So yes, I think there is conversation beginning about the Holy Spirit now in the emerging church, though it’s far from widespread. But it’s a start… and with a bit more “mulling,” I still wonder… as a reactionary movement, how “complete” a theology should the ECM have at its current stage? Is it attempting to apply a corrective tone to all aspects of theology, or just to a select subset of areas of theology? And the real biggie, is there a geographical differentiation as to where the subject of Pneumatology is entertained within the conversation? Am I correct in my statement that tackling Pneumatology (among other subjects) is necessary for the ECM to mature?
We are recovering a Trinitarian understanding of God. Maybe one of the limits of the theological discussion over the last 30 years or so is compartmentalization, and too much focus on individual members of the Trinity. We know that “the whole is greater than the sum of the parts;” and we know that various groups have tended to give attention to one member of the Trinity or another. Perhaps what we are seeing is a needed corrective….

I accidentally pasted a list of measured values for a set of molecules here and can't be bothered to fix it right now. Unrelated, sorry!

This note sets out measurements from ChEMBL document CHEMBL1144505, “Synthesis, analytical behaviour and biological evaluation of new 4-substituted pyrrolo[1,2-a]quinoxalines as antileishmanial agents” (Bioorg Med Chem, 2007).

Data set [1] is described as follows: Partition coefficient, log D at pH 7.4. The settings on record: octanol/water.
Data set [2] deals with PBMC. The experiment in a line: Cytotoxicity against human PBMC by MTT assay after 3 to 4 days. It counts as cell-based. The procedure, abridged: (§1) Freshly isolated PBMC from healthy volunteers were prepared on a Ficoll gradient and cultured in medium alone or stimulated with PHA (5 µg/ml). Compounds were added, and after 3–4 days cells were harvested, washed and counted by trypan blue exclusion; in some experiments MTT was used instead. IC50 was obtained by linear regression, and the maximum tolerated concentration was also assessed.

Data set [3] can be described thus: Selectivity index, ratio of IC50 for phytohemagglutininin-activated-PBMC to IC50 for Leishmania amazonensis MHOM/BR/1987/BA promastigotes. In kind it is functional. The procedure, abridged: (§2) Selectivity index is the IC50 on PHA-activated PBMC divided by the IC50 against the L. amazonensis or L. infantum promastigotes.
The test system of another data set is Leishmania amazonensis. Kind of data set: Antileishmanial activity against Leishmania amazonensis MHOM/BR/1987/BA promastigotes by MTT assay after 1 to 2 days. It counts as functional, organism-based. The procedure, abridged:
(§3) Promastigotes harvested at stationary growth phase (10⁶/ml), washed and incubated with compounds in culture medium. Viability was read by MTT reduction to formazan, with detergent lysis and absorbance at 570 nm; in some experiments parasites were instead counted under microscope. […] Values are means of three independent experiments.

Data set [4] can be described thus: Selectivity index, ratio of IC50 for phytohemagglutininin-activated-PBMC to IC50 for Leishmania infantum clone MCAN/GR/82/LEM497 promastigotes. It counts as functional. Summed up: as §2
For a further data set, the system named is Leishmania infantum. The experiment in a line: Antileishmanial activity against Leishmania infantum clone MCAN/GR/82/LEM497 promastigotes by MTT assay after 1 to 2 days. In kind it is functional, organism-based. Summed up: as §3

This is a generalization, but I think the emerging church could possibly evolve without a significant emphasis on the Holy Spirit. I don’t think the missional aspect will really occur though without involving the Holy Spirit.
However I don’t think the involvement of the HS in the missional movement will look like what charismatics are used to. Another generalization, I think that we are seeing the missional movement develop outside the charismatic camp because of the charismatics lack of understanding of the missional nature of the Spirit.
Anyway, these are my conclusions at the moment from mulling over these thoughts: